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be achieved with the vivid first impressions: the construction of a pyramidal order
according to castes and degrees, the creation of a new world of laws, privileges,
subordinations, and clearly marked boundaries-a new world, one which now confronts
that other vivid world of first impressions as more solid, more universal, better
known, and more human than the immediately perceived world, and thus as the
regulative and imperative world. Whereas each perceptual metaphor is individual and
without equals and is therefore able to elude all classification, the great edifice of
concepts displays the rigid regularity of a Roman columbarium and exhales in logic
that strength and coolness which is characteristic of mathematics. Anyone who has
felt this cool breath [of logic] will hardly believe that even the concept-which is as
bony, foursquare, and transposable as a die-is nevertheless merely the residue of a
metaphor, and that the illusion which is involved in the artistic transference of a nerve
stimulus into images is, if not the mother, then the grandmother of every single
concept. But in this conceptual crap game "truth" means using every die in the
designated manner, counting its spots accurately, fashioning the right categories, and
never violating the order of caste and class rank. Just as the Romans and Etruscans cut
up the heavens with rigid mathematical lines and confined a god within each of the
spaces thereby delimited, as within a templum, so every people has a similarly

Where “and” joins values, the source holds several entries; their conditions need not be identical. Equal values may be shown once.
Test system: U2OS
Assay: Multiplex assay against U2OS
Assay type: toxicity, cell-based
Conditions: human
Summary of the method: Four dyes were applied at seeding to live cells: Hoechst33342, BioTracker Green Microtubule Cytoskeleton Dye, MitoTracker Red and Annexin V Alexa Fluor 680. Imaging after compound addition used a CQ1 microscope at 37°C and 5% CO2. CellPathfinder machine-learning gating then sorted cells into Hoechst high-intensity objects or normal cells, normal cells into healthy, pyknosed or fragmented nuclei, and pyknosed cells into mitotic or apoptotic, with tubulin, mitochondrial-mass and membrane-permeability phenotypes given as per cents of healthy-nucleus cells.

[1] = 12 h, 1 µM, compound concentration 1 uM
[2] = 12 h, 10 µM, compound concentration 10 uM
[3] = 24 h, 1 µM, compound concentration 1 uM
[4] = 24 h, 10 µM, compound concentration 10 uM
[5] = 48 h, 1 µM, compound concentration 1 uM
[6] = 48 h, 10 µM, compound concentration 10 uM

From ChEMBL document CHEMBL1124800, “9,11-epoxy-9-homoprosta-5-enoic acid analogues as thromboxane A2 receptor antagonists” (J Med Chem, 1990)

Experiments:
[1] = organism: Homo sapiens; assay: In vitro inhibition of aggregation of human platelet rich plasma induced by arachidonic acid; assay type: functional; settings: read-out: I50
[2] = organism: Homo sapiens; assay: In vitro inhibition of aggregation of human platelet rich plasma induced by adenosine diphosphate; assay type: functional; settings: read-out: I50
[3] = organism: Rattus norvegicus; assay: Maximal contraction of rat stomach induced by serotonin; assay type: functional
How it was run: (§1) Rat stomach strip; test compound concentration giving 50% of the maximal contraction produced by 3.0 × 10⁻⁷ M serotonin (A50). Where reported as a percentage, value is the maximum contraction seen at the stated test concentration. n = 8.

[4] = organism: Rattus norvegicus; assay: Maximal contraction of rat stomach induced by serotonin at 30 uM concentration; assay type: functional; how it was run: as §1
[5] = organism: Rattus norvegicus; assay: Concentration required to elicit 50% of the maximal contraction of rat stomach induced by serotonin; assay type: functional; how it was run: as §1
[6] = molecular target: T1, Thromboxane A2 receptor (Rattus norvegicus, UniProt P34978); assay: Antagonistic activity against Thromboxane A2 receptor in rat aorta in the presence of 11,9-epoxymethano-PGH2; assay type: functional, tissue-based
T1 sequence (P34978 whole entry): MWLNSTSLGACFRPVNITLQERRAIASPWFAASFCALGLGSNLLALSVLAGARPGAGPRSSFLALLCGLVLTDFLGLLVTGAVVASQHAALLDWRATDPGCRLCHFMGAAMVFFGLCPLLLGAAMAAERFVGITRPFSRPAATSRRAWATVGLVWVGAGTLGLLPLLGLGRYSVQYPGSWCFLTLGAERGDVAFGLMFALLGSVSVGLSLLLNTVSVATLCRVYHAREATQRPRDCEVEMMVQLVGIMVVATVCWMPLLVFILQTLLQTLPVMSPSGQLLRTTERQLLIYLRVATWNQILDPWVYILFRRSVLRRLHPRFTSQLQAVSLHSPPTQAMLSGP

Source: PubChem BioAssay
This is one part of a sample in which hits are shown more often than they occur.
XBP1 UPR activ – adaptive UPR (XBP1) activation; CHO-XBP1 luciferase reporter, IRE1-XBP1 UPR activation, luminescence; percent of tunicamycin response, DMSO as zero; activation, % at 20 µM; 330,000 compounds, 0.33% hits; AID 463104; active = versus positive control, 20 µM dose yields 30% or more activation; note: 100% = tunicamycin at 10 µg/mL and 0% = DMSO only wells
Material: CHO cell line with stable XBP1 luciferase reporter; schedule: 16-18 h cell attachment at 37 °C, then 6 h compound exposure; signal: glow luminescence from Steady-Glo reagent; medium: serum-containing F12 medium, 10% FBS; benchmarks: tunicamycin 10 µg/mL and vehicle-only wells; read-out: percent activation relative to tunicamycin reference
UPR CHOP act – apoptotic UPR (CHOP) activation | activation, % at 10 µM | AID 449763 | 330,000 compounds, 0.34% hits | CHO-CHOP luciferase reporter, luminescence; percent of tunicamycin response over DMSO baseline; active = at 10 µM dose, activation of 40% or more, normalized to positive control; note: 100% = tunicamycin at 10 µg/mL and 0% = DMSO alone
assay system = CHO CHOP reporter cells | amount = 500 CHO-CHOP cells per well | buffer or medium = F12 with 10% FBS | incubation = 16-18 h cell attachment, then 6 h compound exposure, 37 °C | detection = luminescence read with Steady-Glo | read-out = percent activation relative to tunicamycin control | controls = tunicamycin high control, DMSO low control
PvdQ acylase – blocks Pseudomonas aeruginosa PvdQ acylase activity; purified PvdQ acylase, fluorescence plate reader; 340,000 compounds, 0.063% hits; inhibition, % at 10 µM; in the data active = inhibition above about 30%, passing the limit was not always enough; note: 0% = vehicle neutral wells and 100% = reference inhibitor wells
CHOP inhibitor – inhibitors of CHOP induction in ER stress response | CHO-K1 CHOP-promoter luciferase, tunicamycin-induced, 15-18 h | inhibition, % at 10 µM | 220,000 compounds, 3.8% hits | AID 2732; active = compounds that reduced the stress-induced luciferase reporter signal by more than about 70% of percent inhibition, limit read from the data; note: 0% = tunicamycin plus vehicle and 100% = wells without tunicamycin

mathematically divided conceptual heaven above themselves and henceforth thinks
that truth demands that each conceptual god be sought only within his own sphere.
Here one may certainly admire man as a mighty genius of construction, who succeeds
in piling an infinitely complicated dome of concepts upon an unstable foundation,
and, as it were, on running water. Of course, in order to be supported by such a
foundation, his construction must be like one constructed of spiders' webs: delicate
enough to be carried along by the waves, strong enough not to be blown apart by
every wind. As a genius of construction man raises himself far above the bee in the
following way: whereas the bee builds with wax that he gathers from nature, man
builds with the far more delicate conceptual material which he first has to
manufacture from himself. In this he is greatly to be admired, but not on account of
his drive for truth or for pure knowledge of things. When someone hides something
behind a bush and looks for it again in the same place and finds it there as well, there
is not much to praise in such seeking and finding. Yet this is how matters stand
regarding seeking and finding "truth" within the realm of reason. If I make up the
definition of a mammal, and then, after inspecting a camel, declare "look, a mammal' I
have indeed brought a truth to light in this way, but it is a truth of limited value. That
is to say, it is a thoroughly anthropomorphic truth which contains not a single point
which would be "true in itself" or really and universally valid apart from man. At
bottom, what the investigator of such truths is seeking is only the metamorphosis of
the world into man. He strives to understand the world as something analogous to
man, and at best he achieves by his struggles the feeling of assimilation. Similar to the
way in which astrologers considered the stars to be in man 's service and connected